Treasury will reportedly not sign off on investment until technology approved by regulators

A funding deal for the first fleet of mini nuclear reactors may not materialise for another 12 months, to the dismay of domestic leaders in the technology. 

The government made small modular reactors a central element of its plans to generate 24GW of energy from nuclear by 2050, but according to The Times there is significant uncertainty in Whitehall over the scale and state of investment plans. 

Rolls-Royce small modular reactor

Rolls Royce is currently deciding between sites in Teesside, Deeside and Sunderland for its first SMR

Rolls Royce, which has been among the UK’s leaders in developing SMR, has called for ministers to enter funding talks and begin placing orders, seeking an initial commitment for four SMRs at a cost of nearly £2bn each. 

But the Treasury will reportedly not sign off on any orders until the technology has approval from the Office for Nuclear Regulation, which is not expected until 2024. 

The government has already invested £210m into Rolls Royce’s SMR business – which, in conjunction with Atkins, has created designs for a 470MW reactor – but the Department for Business, Energy and Industrial Strategy is reportedly still assessing whether the firm’s competitors might offer more viable alternatives.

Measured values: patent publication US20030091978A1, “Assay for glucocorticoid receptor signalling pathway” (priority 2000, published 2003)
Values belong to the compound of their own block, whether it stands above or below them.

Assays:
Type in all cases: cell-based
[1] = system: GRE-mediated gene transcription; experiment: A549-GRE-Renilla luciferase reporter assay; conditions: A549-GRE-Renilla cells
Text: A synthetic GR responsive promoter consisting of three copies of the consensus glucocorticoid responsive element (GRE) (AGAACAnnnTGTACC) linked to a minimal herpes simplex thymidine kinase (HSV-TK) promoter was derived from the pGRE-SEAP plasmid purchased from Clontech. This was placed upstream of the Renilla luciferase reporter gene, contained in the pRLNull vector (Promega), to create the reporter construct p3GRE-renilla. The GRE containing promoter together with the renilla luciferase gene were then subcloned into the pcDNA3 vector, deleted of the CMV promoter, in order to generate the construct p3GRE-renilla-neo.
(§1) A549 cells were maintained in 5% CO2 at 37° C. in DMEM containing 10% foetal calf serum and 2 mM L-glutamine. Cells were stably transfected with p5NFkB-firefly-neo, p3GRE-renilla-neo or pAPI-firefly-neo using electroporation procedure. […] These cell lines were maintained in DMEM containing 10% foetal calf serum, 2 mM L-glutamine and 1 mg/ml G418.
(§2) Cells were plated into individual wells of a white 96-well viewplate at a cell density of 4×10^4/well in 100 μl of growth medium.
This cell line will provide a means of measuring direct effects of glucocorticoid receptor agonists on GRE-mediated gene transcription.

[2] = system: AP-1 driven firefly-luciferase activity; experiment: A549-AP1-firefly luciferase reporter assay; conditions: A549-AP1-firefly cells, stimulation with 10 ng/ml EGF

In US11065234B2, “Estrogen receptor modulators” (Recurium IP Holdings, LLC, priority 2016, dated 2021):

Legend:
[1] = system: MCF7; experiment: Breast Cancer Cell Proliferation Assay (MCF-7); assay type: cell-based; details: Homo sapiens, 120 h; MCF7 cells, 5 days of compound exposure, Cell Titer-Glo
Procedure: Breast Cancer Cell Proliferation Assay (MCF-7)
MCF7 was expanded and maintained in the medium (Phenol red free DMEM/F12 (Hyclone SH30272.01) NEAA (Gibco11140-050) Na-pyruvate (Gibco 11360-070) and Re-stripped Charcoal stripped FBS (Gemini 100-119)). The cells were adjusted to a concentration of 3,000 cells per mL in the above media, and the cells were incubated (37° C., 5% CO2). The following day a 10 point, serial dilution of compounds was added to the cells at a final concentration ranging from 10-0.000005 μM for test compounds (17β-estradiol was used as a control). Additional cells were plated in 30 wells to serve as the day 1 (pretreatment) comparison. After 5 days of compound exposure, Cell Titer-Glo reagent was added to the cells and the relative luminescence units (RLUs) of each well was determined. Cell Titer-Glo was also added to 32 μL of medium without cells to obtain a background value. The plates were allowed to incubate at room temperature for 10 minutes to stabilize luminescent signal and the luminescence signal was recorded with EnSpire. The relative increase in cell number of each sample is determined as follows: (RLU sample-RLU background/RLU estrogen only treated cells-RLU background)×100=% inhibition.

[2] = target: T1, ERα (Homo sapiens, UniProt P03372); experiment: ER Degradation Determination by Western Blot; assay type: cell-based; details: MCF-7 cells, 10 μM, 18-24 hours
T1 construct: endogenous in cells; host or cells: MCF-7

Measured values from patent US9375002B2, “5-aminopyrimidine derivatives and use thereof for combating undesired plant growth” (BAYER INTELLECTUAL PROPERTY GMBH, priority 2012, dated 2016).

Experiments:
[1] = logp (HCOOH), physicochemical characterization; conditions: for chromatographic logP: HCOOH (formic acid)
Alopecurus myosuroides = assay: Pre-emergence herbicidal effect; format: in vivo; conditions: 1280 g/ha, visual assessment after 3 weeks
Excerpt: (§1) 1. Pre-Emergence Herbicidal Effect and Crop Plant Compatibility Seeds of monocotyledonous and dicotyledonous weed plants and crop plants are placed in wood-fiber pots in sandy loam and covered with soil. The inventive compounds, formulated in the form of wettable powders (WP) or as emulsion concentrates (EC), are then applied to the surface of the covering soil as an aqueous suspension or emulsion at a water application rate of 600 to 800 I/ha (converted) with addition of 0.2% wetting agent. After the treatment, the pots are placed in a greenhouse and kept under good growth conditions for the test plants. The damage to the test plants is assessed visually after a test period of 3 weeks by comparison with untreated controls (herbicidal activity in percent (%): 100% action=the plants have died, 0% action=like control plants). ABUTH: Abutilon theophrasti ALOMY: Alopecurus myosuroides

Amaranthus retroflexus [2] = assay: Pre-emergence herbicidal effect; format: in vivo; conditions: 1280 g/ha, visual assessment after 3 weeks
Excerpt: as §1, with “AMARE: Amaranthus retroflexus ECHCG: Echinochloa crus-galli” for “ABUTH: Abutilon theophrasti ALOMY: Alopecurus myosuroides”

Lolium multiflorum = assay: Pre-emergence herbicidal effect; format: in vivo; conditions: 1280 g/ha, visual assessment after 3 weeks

Rolls Royce wants to begin building factories and recently announced three shortlisted locations for its proposed factory

Consortium chair Paul Stein said: “We stand ready to upscale SMR as soon as we get the green light. We’re confident our design will bring the lowest cost of energy, the lowest risk, and be game changing for British jobs and exports. 

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“It’s not just procurement of SMRs that is at stake, but our energy security, our national prosperity and the development of a home-grown design which will re- industrialise our nation. We trust that whatever process the government follows will reach this same view and we can proceed with pace.” 

A BEIS source said: “It is clear the way to shore up this country’s energy security is to achieve a pipeline of new nuclear. The government [is] committed to .. establishing and backing GBN.”